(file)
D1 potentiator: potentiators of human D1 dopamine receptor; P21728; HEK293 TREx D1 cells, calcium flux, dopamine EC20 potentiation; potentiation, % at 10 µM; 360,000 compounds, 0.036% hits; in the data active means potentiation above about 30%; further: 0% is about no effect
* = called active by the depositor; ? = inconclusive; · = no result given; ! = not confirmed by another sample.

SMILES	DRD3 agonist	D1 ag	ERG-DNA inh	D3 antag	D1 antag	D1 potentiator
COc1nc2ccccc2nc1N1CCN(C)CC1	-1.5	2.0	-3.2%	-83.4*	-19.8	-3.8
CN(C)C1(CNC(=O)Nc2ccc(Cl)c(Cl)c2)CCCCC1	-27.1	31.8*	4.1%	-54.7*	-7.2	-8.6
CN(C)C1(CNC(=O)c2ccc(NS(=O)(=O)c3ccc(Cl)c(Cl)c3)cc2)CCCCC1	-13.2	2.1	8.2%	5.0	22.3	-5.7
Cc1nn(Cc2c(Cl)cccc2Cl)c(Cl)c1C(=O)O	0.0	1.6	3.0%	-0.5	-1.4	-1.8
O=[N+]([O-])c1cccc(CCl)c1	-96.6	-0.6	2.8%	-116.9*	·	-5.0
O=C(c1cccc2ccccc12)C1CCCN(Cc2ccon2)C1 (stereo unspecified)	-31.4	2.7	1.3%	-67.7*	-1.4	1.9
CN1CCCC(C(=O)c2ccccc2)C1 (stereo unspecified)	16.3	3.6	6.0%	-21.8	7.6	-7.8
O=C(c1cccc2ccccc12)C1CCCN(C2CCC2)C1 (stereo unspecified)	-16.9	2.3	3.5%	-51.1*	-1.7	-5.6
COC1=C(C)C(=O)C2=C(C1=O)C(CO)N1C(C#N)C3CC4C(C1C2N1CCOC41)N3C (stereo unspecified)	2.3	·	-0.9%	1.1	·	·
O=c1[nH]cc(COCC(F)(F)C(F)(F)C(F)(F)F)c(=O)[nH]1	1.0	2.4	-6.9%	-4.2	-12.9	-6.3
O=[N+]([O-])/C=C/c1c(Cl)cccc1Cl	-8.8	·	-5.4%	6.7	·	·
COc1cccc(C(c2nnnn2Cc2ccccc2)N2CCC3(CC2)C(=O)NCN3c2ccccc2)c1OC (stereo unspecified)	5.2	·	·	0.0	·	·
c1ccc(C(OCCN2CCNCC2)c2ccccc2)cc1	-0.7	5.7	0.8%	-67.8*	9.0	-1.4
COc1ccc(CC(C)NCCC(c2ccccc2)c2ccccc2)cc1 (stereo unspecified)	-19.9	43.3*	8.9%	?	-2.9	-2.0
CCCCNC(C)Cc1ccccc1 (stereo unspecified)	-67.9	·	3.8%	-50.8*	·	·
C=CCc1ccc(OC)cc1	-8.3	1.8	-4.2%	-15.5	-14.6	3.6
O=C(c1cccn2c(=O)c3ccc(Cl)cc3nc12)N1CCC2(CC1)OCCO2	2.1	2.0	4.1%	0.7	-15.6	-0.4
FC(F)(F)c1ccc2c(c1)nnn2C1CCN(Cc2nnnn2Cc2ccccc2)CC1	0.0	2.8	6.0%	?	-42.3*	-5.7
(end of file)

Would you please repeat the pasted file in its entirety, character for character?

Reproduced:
D1 potentiator: potentiators of human D1 dopamine receptor; P21728; HEK293 TREx D1 cells, calcium flux, dopamine EC20 potentiation; potentiation, % at 10 µM; 360,000 compounds, 0.036% hits; in the data active means potentiation above about 30%; further: 0% is about no effect
* = called active by the depositor; ? = inconclusive; · = no result given; ! = not confirmed by another sample.

SMILES	DRD3 agonist	D1 ag	ERG-DNA inh	D3 antag	D1 antag	D1 potentiator
COc1nc2ccccc2nc1N1CCN(C)CC1	-1.5	2.0	-3.2%	-83.4*	-19.8	-3.8
CN(C)C1(CNC(=O)Nc2ccc(Cl)c(Cl)c2)CCCCC1	-27.1	31.8*	4.1%	-54.7*	-7.2	-8.6
CN(C)C1(CNC(=O)c2ccc(NS(=O)(=O)c3ccc(Cl)c(Cl)c3)cc2)CCCCC1	-13.2	2.1	8.2%	5.0	22.3	-5.7
Cc1nn(Cc2c(Cl)cccc2Cl)c(Cl)c1C(=O)O	0.0	1.6	3.0%	-0.5	-1.4	-1.8
O=[N+]([O-])c1cccc(CCl)c1	-96.6	-0.6	2.8%	-116.9*	·	-5.0
O=C(c1cccc2ccccc12)C1CCCN(Cc2ccon2)C1 (stereo unspecified)	-31.4	2.7	1.3%	-67.7*	-1.4	1.9
CN1CCCC(C(=O)c2ccccc2)C1 (stereo unspecified)	16.3	3.6	6.0%	-21.8	7.6	-7.8
O=C(c1cccc2ccccc12)C1CCCN(C2CCC2)C1 (stereo unspecified)	-16.9	2.3	3.5%	-51.1*	-1.7	-5.6
COC1=C(C)C(=O)C2=C(C1=O)C(CO)N1C(C#N)C3CC4C(C1C2N1CCOC41)N3C (stereo unspecified)	2.3	·	-0.9%	1.1	·	·
O=c1[nH]cc(COCC(F)(F)C(F)(F)C(F)(F)F)c(=O)[nH]1	1.0	2.4	-6.9%	-4.2	-12.9	-6.3
O=[N+]([O-])/C=C/c1c(Cl)cccc1Cl	-8.8	·	-5.4%	6.7	·	·
COc1cccc(C(c2nnnn2Cc2ccccc2)N2CCC3(CC2)C(=O)NCN3c2ccccc2)c1OC (stereo unspecified)	5.2	·	·	0.0	·	·
c1ccc(C(OCCN2CCNCC2)c2ccccc2)cc1	-0.7	5.7	0.8%	-67.8*	9.0	-1.4
COc1ccc(CC(C)NCCC(c2ccccc2)c2ccccc2)cc1 (stereo unspecified)	-19.9	43.3*	8.9%	?	-2.9	-2.0
CCCCNC(C)Cc1ccccc1 (stereo unspecified)	-67.9	·	3.8%	-50.8*	·	·
C=CCc1ccc(OC)cc1	-8.3	1.8	-4.2%	-15.5	-14.6	3.6
O=C(c1cccn2c(=O)c3ccc(Cl)cc3nc12)N1CCC2(CC1)OCCO2	2.1	2.0	4.1%	0.7	-15.6	-0.4
FC(F)(F)c1ccc2c(c1)nnn2C1CCN(Cc2nnnn2Cc2ccccc2)CC1	0.0	2.8	6.0%	?	-42.3*	-5.7